Multi-ancestry transcriptome-wide association analyses yield insights into tobacco use biology and drug repurposing

Fang Chen, Xingyan Wang, Seon Kyeong Jang, Bryan C. Quach, J. Dylan Weissenkampen, Chachrit Khunsriraksakul, Lina Yang, Renan Sauteraud, Christine M. Albert, Nicholette D.D. Allred, Donna K. Arnett, Allison E. Ashley-Koch, Kathleen C. Barnes, R. Graham Barr, Diane M. Becker, Lawrence F. Bielak, Joshua C. Bis, John Blangero, Meher Preethi Boorgula, Daniel I. ChasmanSameer Chavan, Yii Der I. Chen, Lee Ming Chuang, Adolfo Correa, Joanne E. Curran, Sean P. David, Lisa de las Fuentes, Ranjan Deka, Ravindranath Duggirala, Jessica D. Faul, Melanie E. Garrett, Sina A. Gharib, Xiuqing Guo, Michael E. Hall, Nicola L. Hawley, Jiang He, Brian D. Hobbs, John E. Hokanson, Chao A. Hsiung, Shih Jen Hwang, Thomas M. Hyde, Marguerite R. Irvin, Andrew E. Jaffe, Eric O. Johnson, Robert Kaplan, Sharon L.R. Kardia, Joel D. Kaufman, Tanika N. Kelly, Joel E. Kleinman, Charles Kooperberg, I. Te Lee, Daniel Levy, Sharon M. Lutz, Ani W. Manichaikul, Lisa W. Martin, Olivia Marx, Stephen T. McGarvey, Ryan L. Minster, Matthew Moll, Karine A. Moussa, Take Naseri, Kari E. North, Elizabeth C. Oelsner, Juan M. Peralta, Patricia A. Peyser, Bruce M. Psaty, Nicholas Rafaels, Laura M. Raffield, Muagututi’a Sefuiva Reupena, Stephen S. Rich, Jerome I. Rotter, David A. Schwartz, Aladdin H. Shadyab, Wayne H.H. Sheu, Mario Sims, Jennifer A. Smith, Xiao Sun, Kent D. Taylor, Marilyn J. Telen, Harold Watson, Daniel E. Weeks, David R. Weir, Lisa R. Yanek, Kendra A. Young, Kristin L. Young, Wei Zhao, Dana B. Hancock, Bibo Jiang, Scott Vrieze, Dajiang J. Liu

Research output: Contribution to journalArticlepeer-review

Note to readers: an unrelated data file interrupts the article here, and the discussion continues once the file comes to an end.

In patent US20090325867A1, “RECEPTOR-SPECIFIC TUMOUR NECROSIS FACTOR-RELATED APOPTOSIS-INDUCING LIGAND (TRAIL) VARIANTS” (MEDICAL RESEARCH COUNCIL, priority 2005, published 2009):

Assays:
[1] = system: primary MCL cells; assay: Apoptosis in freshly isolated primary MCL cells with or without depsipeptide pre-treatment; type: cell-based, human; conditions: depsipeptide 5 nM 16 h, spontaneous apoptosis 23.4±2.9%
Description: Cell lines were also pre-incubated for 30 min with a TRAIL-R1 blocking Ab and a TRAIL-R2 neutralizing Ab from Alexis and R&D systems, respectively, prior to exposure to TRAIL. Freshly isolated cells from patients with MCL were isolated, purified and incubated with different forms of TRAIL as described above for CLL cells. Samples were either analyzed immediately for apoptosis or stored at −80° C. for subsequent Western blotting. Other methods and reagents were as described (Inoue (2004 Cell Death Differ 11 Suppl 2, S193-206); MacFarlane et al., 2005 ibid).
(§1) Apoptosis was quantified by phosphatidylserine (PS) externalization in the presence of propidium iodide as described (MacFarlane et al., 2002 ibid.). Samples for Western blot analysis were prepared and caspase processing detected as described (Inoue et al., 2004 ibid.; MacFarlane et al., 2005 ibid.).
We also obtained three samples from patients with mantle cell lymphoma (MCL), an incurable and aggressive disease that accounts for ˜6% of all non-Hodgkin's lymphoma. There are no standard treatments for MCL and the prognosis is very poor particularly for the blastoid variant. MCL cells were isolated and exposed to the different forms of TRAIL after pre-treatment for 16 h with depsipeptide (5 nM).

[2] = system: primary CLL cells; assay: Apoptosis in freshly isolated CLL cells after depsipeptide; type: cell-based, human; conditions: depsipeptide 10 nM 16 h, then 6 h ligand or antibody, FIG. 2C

16 Scopus citations


Most transcriptome-wide association studies (TWASs) so far focus on European ancestry and lack diversity. To overcome this limitation, we aggregated genome-wide association study (GWAS) summary statistics, whole-genome sequences and expression quantitative trait locus (eQTL) data from diverse ancestries. We developed a new approach, TESLA (multi-ancestry integrative study using an optimal linear combination of association statistics), to integrate an eQTL dataset with a multi-ancestry GWAS. By exploiting shared phenotypic effects between ancestries and accommodating potential effect heterogeneities, TESLA improves power over other TWAS methods. When applied to tobacco use phenotypes, TESLA identified 273 new genes, up to 55% more compared with alternative TWAS methods. These hits and subsequent fine mapping using TESLA point to target genes with biological relevance. In silico drug-repurposing analyses highlight several drugs with known efficacy, including dextromethorphan and galantamine, and new drugs such as muscle relaxants that may be repurposed for treating nicotine addiction.

Original languageEnglish (US)
Pages (from-to)291-300
Number of pages10
JournalNature Genetics
Issue number2
StatePublished - Feb 2023

All Science Journal Classification (ASJC) codes

  • Genetics

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